Vehicle production happening, supply chain
for batteries possible
Each year in December, Toronto Life magazine publishes a list called the 50 Most Influential Torontonians. Dean Stoneley, president of the Ford Motor Co. of Canada, which employs 7,000 people and is leading the electric vehicle and electric battery revolution in Ontario, came in at No. 42, 36 places behind Dan Levy, who created the TV show Schitt’s Creek.
Stoneley needn’t feel ashamed. Levy finished ahead of Mayor John Tory, too.
This interview originally appeared on wheels.ca
And despite $1.8 billion pledged to revolutionize the manufacturing of electric vehicles and batteries at a revamped Oakville manufacturing facility that involved negotiations (and money) from the federal government (Navdeep Bains, minister of innovation, science and industry) and Queen’s Park (Vic Fedeli, minister of economic development, job creation and trade), not to forget the president of Unifor, Jerry Dias, Stoneley was the only one of them named to this year’s list.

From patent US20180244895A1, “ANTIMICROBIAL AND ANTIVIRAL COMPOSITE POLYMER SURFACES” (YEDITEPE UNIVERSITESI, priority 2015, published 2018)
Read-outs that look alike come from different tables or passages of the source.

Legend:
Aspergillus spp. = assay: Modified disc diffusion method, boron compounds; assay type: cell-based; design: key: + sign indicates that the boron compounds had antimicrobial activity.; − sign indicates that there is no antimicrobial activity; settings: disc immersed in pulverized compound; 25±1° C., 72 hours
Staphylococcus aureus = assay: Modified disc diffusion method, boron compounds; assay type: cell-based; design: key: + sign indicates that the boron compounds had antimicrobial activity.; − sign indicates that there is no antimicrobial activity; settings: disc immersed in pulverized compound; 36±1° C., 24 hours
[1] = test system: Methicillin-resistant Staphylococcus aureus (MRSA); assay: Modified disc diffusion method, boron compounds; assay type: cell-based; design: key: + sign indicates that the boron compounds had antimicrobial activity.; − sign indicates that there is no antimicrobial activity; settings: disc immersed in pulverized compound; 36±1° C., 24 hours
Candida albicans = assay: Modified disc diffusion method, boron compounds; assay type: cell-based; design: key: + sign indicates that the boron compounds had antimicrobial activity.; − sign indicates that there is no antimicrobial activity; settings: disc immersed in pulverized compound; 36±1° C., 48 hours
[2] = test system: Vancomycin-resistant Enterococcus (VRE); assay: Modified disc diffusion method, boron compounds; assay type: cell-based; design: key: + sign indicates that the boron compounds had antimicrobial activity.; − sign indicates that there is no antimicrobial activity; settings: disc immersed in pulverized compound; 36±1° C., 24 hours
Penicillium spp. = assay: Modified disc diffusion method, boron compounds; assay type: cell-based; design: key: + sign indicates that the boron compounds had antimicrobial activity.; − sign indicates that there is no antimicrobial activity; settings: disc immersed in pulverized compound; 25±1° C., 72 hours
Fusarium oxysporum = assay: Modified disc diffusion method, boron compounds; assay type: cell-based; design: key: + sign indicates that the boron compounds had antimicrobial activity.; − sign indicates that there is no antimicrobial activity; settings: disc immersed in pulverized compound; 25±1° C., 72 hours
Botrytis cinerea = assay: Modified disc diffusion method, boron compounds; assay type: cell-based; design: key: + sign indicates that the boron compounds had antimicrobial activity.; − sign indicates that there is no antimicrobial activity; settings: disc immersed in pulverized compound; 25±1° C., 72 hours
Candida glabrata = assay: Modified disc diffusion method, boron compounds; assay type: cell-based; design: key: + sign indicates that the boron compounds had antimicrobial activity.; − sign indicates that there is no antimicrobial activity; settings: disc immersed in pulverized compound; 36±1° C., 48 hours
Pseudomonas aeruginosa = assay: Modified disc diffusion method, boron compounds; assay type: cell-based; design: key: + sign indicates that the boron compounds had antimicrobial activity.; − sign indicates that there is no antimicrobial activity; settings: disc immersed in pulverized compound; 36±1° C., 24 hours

I might be biased, but in keeping with the green revolution sought by so many of the people who read that magazine, the rescue of much of the automotive industry in this province – in fact, the rescuing of pretty much the entire Ontario economy – seems to me to be more important for inclusion on that list than half the Toronto Raptors, Drake and the ever-present Margaret Attwood and Chrystia Freeland.
In any event, in its mini profile of Stoneley, Toronto Life noted that Ford Canada had produced more than 2.75 million face shields to help in the fight against COVID-19. Naturally, when I had a chat with him the other day, I asked him about that, particularly whether they had managed to sneak a Ford promo onto the shields.